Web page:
That, on its face, is just an argument for a reluctance to use violence. But even casting your own violent action as the last resort if someone else is endangered is problematic, because it's still reinforcing the idea that women, in the end, need men for protection. Also, Geoffrey Canada, in Fist, Stick, Knife, Gun, talked about how the willingness to use force in an emergency leads us to create those emergencies for ourselves as ways of demonstrating our masculinity:
At first I continued to avoid the gang of teenagers. I crossed the street or turned down another block when I saw them. But slowly as I carried the gun with me day after day, my attitude began to change. I began to think, "Why should I have to walk an extra block? Why should I feel that I have to cross the street or look down when I pass those kids?" By the end of two weeks I had convinced myself that all the habits I had cultivated to avoid conflict with the gang were unnecessarily conciliatory.

My behavior when I went outside began to change. I stopped going out of my way, or crossing the street, or avoiding eye contact when I passed the gang. In fact, I began to do the opposite. I would choose to go to the grocery store on the side of the street where the gang was gathered. I would walk through them head up, eyes challenging, hand in my coat pocket, finger on the trigger. I was prepared to shoot to kill to defend myself. (source)
Your willingness to fight in an emergency will lead to your broadening of your understanding of emergencies in ways that deny women's ability to defend themselves.

The knowledge that we're not going to end a conflict in violence also changes the way we handle conflicts, and makes us less aggressive and less domineering in our disagreements. This leads to #3:
3. Actively lose face.
A lot of the damaging aspects of our masculinity are reinforced by our unwillingness to look unmanly in front of others. If we actively lose face by refusing to participate in hegemonic masculinity -- even though internally we might be scared shitless of being seen as pussies -- we can deny this mechanism a lot of its power. Over time, others will expect less violent masculinity from you, and so it'll become less scary to back off from that masculinity.

This sounds really hard, but if you start small -- sometimes in ways no one but you consciously notices -- you can make a lot of progress. Sit "like a girl." Wear a dress in public. Refuse to get worked up -- "Yes, I am going to let him do that, because I don't think it's worth fighting over." Start taking pride in emasculating yourself. Eventually, your unmanliness starts to seem like a natural part of your masculinity, and you start to realize that people have stopped bothering to think less of you for it (which you can think of as having nothing left to lose, but either way, it's working for me so far.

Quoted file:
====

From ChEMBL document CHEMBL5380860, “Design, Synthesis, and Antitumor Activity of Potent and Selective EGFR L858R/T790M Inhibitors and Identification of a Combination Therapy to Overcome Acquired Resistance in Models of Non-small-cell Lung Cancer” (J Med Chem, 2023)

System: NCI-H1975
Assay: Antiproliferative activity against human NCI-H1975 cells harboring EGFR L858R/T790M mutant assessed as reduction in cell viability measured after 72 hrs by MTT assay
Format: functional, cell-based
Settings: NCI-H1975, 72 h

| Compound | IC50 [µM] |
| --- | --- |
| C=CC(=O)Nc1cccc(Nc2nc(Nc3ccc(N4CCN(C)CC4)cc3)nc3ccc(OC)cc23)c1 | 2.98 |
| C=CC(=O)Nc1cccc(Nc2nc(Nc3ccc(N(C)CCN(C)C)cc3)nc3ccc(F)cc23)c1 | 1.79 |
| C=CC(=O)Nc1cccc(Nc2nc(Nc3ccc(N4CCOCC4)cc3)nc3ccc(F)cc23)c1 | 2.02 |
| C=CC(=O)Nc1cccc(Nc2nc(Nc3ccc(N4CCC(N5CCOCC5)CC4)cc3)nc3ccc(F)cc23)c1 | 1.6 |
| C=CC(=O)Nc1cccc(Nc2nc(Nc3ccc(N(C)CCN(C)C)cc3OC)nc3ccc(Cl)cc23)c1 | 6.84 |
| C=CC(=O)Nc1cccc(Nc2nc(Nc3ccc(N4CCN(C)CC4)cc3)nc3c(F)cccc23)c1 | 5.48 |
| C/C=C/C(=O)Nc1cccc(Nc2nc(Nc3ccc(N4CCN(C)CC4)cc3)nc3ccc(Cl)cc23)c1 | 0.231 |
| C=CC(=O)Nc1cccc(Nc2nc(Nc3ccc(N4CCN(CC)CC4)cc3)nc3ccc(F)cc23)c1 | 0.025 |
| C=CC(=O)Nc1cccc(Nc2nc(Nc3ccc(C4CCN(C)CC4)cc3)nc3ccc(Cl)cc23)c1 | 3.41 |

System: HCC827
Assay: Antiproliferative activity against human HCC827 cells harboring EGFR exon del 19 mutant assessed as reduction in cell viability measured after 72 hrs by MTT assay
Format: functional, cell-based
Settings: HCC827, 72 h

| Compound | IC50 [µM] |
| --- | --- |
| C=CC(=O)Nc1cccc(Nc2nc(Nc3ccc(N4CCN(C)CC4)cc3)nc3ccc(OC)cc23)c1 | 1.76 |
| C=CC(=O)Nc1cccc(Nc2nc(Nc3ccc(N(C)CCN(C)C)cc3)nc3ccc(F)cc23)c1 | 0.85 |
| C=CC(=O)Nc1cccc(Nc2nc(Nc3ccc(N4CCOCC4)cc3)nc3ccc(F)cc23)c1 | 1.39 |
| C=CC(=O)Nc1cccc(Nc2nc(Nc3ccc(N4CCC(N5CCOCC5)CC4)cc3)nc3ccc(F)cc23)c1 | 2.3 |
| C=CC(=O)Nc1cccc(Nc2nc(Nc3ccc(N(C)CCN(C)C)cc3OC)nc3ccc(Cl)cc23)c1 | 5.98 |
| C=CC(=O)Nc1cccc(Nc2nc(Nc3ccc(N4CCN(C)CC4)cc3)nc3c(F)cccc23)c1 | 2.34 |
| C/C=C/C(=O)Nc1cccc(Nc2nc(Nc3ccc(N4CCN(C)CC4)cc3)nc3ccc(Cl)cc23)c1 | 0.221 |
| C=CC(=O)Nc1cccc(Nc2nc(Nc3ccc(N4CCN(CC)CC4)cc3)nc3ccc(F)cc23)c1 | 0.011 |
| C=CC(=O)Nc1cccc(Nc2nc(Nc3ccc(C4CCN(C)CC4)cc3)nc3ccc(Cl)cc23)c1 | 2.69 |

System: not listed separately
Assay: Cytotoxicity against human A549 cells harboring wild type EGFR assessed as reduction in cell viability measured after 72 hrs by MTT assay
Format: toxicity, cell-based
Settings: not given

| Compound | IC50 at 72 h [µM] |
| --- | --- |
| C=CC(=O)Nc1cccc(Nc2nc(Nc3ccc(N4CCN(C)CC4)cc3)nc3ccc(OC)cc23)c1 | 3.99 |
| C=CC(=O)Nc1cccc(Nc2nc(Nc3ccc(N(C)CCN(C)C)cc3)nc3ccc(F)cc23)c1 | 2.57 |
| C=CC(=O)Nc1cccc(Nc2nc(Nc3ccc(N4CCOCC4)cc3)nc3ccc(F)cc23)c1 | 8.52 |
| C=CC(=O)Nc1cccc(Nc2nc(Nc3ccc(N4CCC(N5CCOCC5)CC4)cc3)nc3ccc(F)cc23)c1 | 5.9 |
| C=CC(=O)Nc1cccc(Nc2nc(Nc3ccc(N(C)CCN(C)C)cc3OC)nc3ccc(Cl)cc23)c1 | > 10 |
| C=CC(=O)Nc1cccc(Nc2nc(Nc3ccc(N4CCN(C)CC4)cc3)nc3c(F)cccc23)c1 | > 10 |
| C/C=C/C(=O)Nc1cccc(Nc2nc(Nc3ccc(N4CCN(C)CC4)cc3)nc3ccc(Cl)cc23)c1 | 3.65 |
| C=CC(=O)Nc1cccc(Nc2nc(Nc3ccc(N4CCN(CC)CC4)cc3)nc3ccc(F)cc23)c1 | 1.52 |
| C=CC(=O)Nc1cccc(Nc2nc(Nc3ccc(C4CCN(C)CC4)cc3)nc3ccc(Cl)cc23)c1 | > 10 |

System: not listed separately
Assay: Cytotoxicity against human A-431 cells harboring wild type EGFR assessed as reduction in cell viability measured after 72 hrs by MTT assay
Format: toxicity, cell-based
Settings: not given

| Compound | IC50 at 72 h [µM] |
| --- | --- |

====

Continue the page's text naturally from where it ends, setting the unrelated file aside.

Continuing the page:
4. Stop watching sexist porn.
I've become convinced this is completely necessary. It's fucking terrible for you. It really does shape what you think is hot, in ways that are unacceptable. Not only in the obvious ways -- unreasonable expectations of women's bodies, dehumanizing sex acts, rape and exploitation themes -- but also in that it makes you think sex should be pandering to you rather than challenging you.

Go cold turkey with me. Please. It is as hard as it sounds. Do it anyway.

Unfortunately, for many of us, a great deal of damage has been done already. It's less clear what to do about this, but here are a couple of thoughts:
5. Explore kink.
There are whole worlds of people out there who think all kinds of shit is hot. Looking around the kink scene may or may not change your love for money shots or schoolgirls, but it can make you see it in a new light -- as a fetish, rather than as normative. It gives you a language in which to talk about your desires that doesn't imply that that's just what sex should be about. It also puts you in a framework that very strongly emphasizes the importance of consent, and of valuing your partner's agency even as you subvert it.

Also, there, you'll find a lot of people who have believed their desires for specific acts or styles of sex was wrong, and who haven't been able to completely rid themselves of those desires.

There's also the issue of what categories of women we find hot -- and since I can't do better than fromthetropics's description of it here, I'll just quote it:
What we have here is male desire for women. This is obvious. Specifically, white male desire for white women. This is also obvious. But it is not merely a desire, it is a desire to (sexually) conquer and subjugate (white) women (in order to appear masculine). Still obvious.